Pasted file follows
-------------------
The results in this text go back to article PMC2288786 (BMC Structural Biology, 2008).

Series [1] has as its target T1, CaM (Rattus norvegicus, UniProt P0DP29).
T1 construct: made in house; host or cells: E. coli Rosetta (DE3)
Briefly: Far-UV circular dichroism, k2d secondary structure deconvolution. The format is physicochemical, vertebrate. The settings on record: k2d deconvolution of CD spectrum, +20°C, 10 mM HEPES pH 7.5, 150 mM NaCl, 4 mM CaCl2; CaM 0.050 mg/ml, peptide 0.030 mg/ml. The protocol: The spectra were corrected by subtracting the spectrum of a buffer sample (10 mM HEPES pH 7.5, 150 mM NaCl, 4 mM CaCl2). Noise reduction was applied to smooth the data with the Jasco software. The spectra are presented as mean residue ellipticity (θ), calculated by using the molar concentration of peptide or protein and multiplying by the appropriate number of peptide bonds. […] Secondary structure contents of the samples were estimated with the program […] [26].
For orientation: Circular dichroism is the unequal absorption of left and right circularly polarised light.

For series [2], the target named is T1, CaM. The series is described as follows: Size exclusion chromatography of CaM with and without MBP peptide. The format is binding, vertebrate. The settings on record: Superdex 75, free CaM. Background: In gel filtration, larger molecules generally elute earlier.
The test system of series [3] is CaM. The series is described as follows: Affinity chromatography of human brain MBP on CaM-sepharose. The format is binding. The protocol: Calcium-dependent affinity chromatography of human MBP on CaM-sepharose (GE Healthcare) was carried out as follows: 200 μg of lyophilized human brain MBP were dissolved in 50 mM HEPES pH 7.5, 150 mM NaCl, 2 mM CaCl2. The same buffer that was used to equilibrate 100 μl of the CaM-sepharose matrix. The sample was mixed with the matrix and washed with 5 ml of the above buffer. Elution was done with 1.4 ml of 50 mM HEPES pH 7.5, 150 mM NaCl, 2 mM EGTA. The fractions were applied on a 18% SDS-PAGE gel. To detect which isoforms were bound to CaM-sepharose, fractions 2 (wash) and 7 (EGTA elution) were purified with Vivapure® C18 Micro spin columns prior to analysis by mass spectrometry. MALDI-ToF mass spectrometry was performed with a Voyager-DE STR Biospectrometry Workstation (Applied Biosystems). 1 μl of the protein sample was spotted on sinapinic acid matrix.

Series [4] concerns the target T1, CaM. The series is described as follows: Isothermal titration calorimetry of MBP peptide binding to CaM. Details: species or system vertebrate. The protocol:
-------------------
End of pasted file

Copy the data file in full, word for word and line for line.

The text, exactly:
The results in this text go back to article PMC2288786 (BMC Structural Biology, 2008).

Series [1] has as its target T1, CaM (Rattus norvegicus, UniProt P0DP29).
T1 construct: made in house; host or cells: E. coli Rosetta (DE3)
Briefly: Far-UV circular dichroism, k2d secondary structure deconvolution. The format is physicochemical, vertebrate. The settings on record: k2d deconvolution of CD spectrum, +20°C, 10 mM HEPES pH 7.5, 150 mM NaCl, 4 mM CaCl2; CaM 0.050 mg/ml, peptide 0.030 mg/ml. The protocol: The spectra were corrected by subtracting the spectrum of a buffer sample (10 mM HEPES pH 7.5, 150 mM NaCl, 4 mM CaCl2). Noise reduction was applied to smooth the data with the Jasco software. The spectra are presented as mean residue ellipticity (θ), calculated by using the molar concentration of peptide or protein and multiplying by the appropriate number of peptide bonds. […] Secondary structure contents of the samples were estimated with the program […] [26].
For orientation: Circular dichroism is the unequal absorption of left and right circularly polarised light.

For series [2], the target named is T1, CaM. The series is described as follows: Size exclusion chromatography of CaM with and without MBP peptide. The format is binding, vertebrate. The settings on record: Superdex 75, free CaM. Background: In gel filtration, larger molecules generally elute earlier.
The test system of series [3] is CaM. The series is described as follows: Affinity chromatography of human brain MBP on CaM-sepharose. The format is binding. The protocol: Calcium-dependent affinity chromatography of human MBP on CaM-sepharose (GE Healthcare) was carried out as follows: 200 μg of lyophilized human brain MBP were dissolved in 50 mM HEPES pH 7.5, 150 mM NaCl, 2 mM CaCl2. The same buffer that was used to equilibrate 100 μl of the CaM-sepharose matrix. The sample was mixed with the matrix and washed with 5 ml of the above buffer. Elution was done with 1.4 ml of 50 mM HEPES pH 7.5, 150 mM NaCl, 2 mM EGTA. The fractions were applied on a 18% SDS-PAGE gel. To detect which isoforms were bound to CaM-sepharose, fractions 2 (wash) and 7 (EGTA elution) were purified with Vivapure® C18 Micro spin columns prior to analysis by mass spectrometry. MALDI-ToF mass spectrometry was performed with a Voyager-DE STR Biospectrometry Workstation (Applied Biosystems). 1 μl of the protein sample was spotted on sinapinic acid matrix.

Series [4] concerns the target T1, CaM. The series is described as follows: Isothermal titration calorimetry of MBP peptide binding to CaM. Details: species or system vertebrate. The protocol: